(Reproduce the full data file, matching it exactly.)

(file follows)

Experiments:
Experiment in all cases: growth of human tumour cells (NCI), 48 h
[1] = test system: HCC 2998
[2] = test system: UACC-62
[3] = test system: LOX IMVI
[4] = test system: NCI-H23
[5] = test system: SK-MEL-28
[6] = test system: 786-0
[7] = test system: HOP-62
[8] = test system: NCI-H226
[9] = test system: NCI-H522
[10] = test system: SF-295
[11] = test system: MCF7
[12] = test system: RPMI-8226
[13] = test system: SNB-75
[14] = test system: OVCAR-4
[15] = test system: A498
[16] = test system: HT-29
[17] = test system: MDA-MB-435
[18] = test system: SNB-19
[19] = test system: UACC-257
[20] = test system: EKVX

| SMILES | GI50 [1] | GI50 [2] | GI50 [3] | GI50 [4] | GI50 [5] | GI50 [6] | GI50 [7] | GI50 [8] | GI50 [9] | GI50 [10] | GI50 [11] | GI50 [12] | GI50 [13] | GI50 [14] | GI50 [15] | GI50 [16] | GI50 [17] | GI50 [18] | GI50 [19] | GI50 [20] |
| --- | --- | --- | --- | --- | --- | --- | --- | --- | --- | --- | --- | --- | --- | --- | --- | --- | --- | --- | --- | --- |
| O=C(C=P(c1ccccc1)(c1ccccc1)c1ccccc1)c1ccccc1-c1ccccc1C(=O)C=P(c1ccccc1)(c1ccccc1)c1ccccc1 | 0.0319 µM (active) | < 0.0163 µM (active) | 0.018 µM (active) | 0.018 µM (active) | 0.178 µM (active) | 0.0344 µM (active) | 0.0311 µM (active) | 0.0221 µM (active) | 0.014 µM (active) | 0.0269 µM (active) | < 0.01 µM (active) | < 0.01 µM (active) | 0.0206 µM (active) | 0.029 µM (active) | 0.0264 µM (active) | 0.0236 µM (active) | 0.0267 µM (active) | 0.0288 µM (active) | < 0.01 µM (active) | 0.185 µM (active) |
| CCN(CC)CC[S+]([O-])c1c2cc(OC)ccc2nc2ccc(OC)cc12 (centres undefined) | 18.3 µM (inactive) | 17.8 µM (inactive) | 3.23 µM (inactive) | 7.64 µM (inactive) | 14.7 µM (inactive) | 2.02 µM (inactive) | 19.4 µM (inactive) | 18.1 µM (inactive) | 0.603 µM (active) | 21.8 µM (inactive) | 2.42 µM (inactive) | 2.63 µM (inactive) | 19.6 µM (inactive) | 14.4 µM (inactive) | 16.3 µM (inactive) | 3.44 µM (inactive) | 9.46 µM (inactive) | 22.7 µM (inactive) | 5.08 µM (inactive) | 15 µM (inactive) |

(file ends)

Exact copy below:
Experiments:
Experiment in all cases: growth of human tumour cells (NCI), 48 h
[1] = test system: HCC 2998
[2] = test system: UACC-62
[3] = test system: LOX IMVI
[4] = test system: NCI-H23
[5] = test system: SK-MEL-28
[6] = test system: 786-0
[7] = test system: HOP-62
[8] = test system: NCI-H226
[9] = test system: NCI-H522
[10] = test system: SF-295
[11] = test system: MCF7
[12] = test system: RPMI-8226
[13] = test system: SNB-75
[14] = test system: OVCAR-4
[15] = test system: A498
[16] = test system: HT-29
[17] = test system: MDA-MB-435
[18] = test system: SNB-19
[19] = test system: UACC-257
[20] = test system: EKVX

| SMILES | GI50 [1] | GI50 [2] | GI50 [3] | GI50 [4] | GI50 [5] | GI50 [6] | GI50 [7] | GI50 [8] | GI50 [9] | GI50 [10] | GI50 [11] | GI50 [12] | GI50 [13] | GI50 [14] | GI50 [15] | GI50 [16] | GI50 [17] | GI50 [18] | GI50 [19] | GI50 [20] |
| --- | --- | --- | --- | --- | --- | --- | --- | --- | --- | --- | --- | --- | --- | --- | --- | --- | --- | --- | --- | --- |
| O=C(C=P(c1ccccc1)(c1ccccc1)c1ccccc1)c1ccccc1-c1ccccc1C(=O)C=P(c1ccccc1)(c1ccccc1)c1ccccc1 | 0.0319 µM (active) | < 0.0163 µM (active) | 0.018 µM (active) | 0.018 µM (active) | 0.178 µM (active) | 0.0344 µM (active) | 0.0311 µM (active) | 0.0221 µM (active) | 0.014 µM (active) | 0.0269 µM (active) | < 0.01 µM (active) | < 0.01 µM (active) | 0.0206 µM (active) | 0.029 µM (active) | 0.0264 µM (active) | 0.0236 µM (active) | 0.0267 µM (active) | 0.0288 µM (active) | < 0.01 µM (active) | 0.185 µM (active) |
| CCN(CC)CC[S+]([O-])c1c2cc(OC)ccc2nc2ccc(OC)cc12 (centres undefined) | 18.3 µM (inactive) | 17.8 µM (inactive) | 3.23 µM (inactive) | 7.64 µM (inactive) | 14.7 µM (inactive) | 2.02 µM (inactive) | 19.4 µM (inactive) | 18.1 µM (inactive) | 0.603 µM (active) | 21.8 µM (inactive) | 2.42 µM (inactive) | 2.63 µM (inactive) | 19.6 µM (inactive) | 14.4 µM (inactive) | 16.3 µM (inactive) | 3.44 µM (inactive) | 9.46 µM (inactive) | 22.7 µM (inactive) | 5.08 µM (inactive) | 15 µM (inactive) |